What if the government doesn’t really deliver for us? What if its failures to protect our lives, liberties and property are glaring? What if nothing changes after these failures?
What if the National Security Agency (NSA) — the federal government’s domestic spying apparatus — has convinced Congress that it needs to cut constitutional corners in order to spy on as many people in America as possible? What if Congress has bought that argument and passed a statute that put a secret court between the NSA and its appetite for all electronically transmitted data in America? What if that secret court — called the Foreign Intelligence Surveillance Court (FISC) — is supposed to protect personal liberty but instead has become a wall behind which the NSA hides?
What if the Constitution only permits warrants for searches and seizures that are based on probable cause of crime? What if the Constitution requires that all warrants for searches and seizures specifically describe the place to be searched or the person or thing to be seized? What if the courts have ruled that electronic surveillance constitutes a search and seizure within the meaning of the Constitution?
What if the FISC issues warrants based on a lesser standard than probable cause of crime? What if its standard is probable cause of speaking with or knowing someone who has spoken with a foreign person? What if this is such an absurd and loose standard that it violates the Constitution and ends up protecting no one except the spies who pretend to employ it?
What if the FISC is a facade? What if the NSA spies on all people all the time while hiding behind FISC-issued warrants? What if the stated purpose of spying on everyone all the time is to keep us safe from terrorist acts by trading liberty for security? What if that trade has never worked?
What if the NSA has convinced President Trump and his immediate two predecessors that it needs to spy on everyone in America to keep us safe, no matter what the Constitution says? What if those three presidents have bought that argument?
What if NSA spying is really done without any warrants? What if this spying captures in real time every keystroke on every computer and hand-held device — as well as the content of every email, text message, telephone call and fiber-optic cable transmission — in the United States 24/7?
What if NSA computers have direct and unimpeded access to all mainframe computers of all telecoms and computer service providers in the U.S.? What if the acquisition of all this data is known in the intelligence community as bulk surveillance?
What if the Constitution is the supreme law of the land? What if the Constitution, with its requirement of warrants based on probable cause and specifically identifying targets, expressly prohibits bulk surveillance? What if bulk surveillance is not only unconstitutional but also useless because it produces information overload — too much data to sift through in a timely manner?
What if President Trump and his immediate two predecessors have unleashed the NSA to acquire all communications data about everyone in America even though it’s obvious that the NSA cannot possibly sift through it all in a timely enough manner to keep us safe?
What if the Islamic State-inspired extremist who drove a rental truck on a New York City bicycle and pedestrian path and killed eight people last week did a dry run of his killing plans the week before? What if one of his own cellphones recorded portions of the dry run? What if the NSA had that recording but did not notice it until after the attack?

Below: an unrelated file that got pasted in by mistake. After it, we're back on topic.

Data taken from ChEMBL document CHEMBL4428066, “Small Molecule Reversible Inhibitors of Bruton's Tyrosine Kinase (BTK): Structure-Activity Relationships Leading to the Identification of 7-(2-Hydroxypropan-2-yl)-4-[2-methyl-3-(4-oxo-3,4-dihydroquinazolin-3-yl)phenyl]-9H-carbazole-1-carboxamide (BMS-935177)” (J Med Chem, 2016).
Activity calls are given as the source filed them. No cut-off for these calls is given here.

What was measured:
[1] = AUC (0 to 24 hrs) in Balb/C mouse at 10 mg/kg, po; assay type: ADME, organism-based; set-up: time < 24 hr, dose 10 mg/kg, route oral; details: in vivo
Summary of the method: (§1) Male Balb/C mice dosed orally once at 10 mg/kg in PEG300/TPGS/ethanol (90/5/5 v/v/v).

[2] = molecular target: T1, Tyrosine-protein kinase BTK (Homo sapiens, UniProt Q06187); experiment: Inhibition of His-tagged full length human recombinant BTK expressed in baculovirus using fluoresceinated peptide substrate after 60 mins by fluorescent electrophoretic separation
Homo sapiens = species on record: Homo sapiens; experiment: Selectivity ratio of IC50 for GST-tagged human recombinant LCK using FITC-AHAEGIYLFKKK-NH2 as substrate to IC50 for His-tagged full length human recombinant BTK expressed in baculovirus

What if the same killer who drove the rental truck stored 90 video clips of other Islamic State-inspired killings on a cellphone? What if the NSA had those videos but did not notice them until after the attack?
What if the same killer who drove that rental truck also stored nearly 4,000 photos of Islamic State atrocities on a cellphone and the NSA, which has had the repellant photos since the killer first stored them, did not notice them until after the attack?
What if liberty is our birthright and cannot be taken away by government without a jury trial? What if the NSA’s allies in government wrongly and foolishly think that the surrender of privacy to America’s 60,000 domestic spies somehow keeps us safe?
What if the genius of the Constitution — if followed — is not only its protection of privacy but also its requirement that the government focus its searches and seizures on people who it has reason to suspect are engaged in criminal activity and about whom judges have ratified the evidence to support those suspicions? What if the Constitution requires the government to leave the rest of us alone?
What if the government stinks at keeping us safe but is very good at invading our privacy?
What if this bulk surveillance is about power and control and not about safety? What if the NSA has selectively leaked what it knows about some folks for political purposes? What if President Trump himself and his former national security adviser have been victims of those leaks?
What if the use of intelligence data for political purposes and not for safety is a profound danger to democracy? What if government can’t keep us safe? What if we falsely think that it does keep us safe? What if that delusion makes us less safe? What if government’s bulk acquisition of private data makes us less free? What if government works not for us but for itself? What do we do about it?
• Andrew P. Napolitano, a former judge of the Superior Court of New Jersey, is a regular contributor to The Washington Times. He is the author of nine books on the U.S. Constitution.
Copyright © 2019 The Washington Times, LLC.